When I started this school year, I couldn't help but notice the absence of some familiar faces. I am teaching 7th grade English and, as the first few weeks of school went by, I began to see that some of my students were already missing school. This troubled me especially because these were the same kids I taught last year in 6th grade. I started to wonder about student attendance and its consistent problem in our schools, despite the laws intended to alleviate it.
I have seen many chronic absences during my teaching career. One of my students especially represents what happens to children when they miss too many days of instruction. As a 6th grader, Jamell lacked the remedial skills necessary to pass and needed extra support. During the year, he and I worked hand-in-hand on improving his reading fluency and comprehension. We met before school, after school, and sometimes during lunch. His tenacity for learning and his dedication to reading was inspiring. Still, I couldn't help but feel heartbroken each day I did not see him in my class. Every time he returned to school after a period of missed days, I felt like we were starting from zero. We couldn't seem to make headway on learning the curriculum because the progress we made was quickly lost when he missed school. I realized that his problem wasn't necessarily his reading level, but the fact that he couldn't to make it to class.
Absenteeism continues to be a serious problem across our nation and it is important that we recognize this and make a consistent effort to get our students through our classrooms' doors every day. Here are a few ways that I counteracted chronic missed days of school in my classroom.
Communicate and Identify the Problem:
I constantly engage in one-on-one conversations with my students to identify the root cause of missing school. I need to find out as much information as I can. Sometimes the solution to the problem is a simple one and can be found just by having a conversation. In other cases, administrative staff can come up with solutions, such as coordinating transportation or carpools for students who do not have a steady way to get to school or arrive late to class due to transportation issues.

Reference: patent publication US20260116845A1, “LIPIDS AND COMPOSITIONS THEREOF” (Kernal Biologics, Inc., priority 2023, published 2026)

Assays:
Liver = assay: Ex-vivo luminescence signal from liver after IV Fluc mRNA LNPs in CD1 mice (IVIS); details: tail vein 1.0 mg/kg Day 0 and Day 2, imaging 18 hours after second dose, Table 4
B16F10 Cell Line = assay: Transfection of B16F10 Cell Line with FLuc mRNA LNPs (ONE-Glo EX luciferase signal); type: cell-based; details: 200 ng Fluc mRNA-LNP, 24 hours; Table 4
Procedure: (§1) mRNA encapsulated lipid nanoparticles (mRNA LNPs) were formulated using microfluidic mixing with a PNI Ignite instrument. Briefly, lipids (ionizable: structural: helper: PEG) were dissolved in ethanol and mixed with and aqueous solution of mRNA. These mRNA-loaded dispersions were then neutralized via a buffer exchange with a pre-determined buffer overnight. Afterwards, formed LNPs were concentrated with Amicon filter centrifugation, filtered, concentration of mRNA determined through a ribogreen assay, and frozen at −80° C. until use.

I have had numerous conversations with parents who were unaware that their child missed class. These communications played a huge role in keeping students safe and out of trouble. In the process, I had to have some tough conversations with parents about their child's attendance and their reasons for missing class. In each of these situations, the results were an outcome that was in the best interest of my student - and their child. I remember speaking with a parent who would not drive her child to school when she was feeling ill. This led her daughter to miss multiple days of English class. The conversation was hard, but resulted in the parent's understanding that her illness was not a valid excuse for her daughter's chronic absences. From that point on, her daughter consistently attended school.
Encourage and Engage:
I make sure that my classroom always has an open door and is a place where students can learn and be safe. I strive to instill a sense of community and respect, so that students want to come to my class and enjoy instruction. I make myself available to students, so that they come to me when problems arise. Most importantly, I want to create an environment where students can speak to me about the issues that are negatively affecting their education, such as why they are missing school.
Provide Extracurricular Activities and Electives:
My students love playing sports, joining clubs, and attending school activities. I was surprised at the high attendance at our scheduled Friday dance. It's important for me to communicate to students about all of other activities our school offers and to encourage them to interact with their peers in positive ways, in hopes that their willingness to attend school increases.
Alyssa Nucaro is is a 6th grade English teacher at Lowrance School in Memphis and a Teach Plus Teaching Policy Fellow.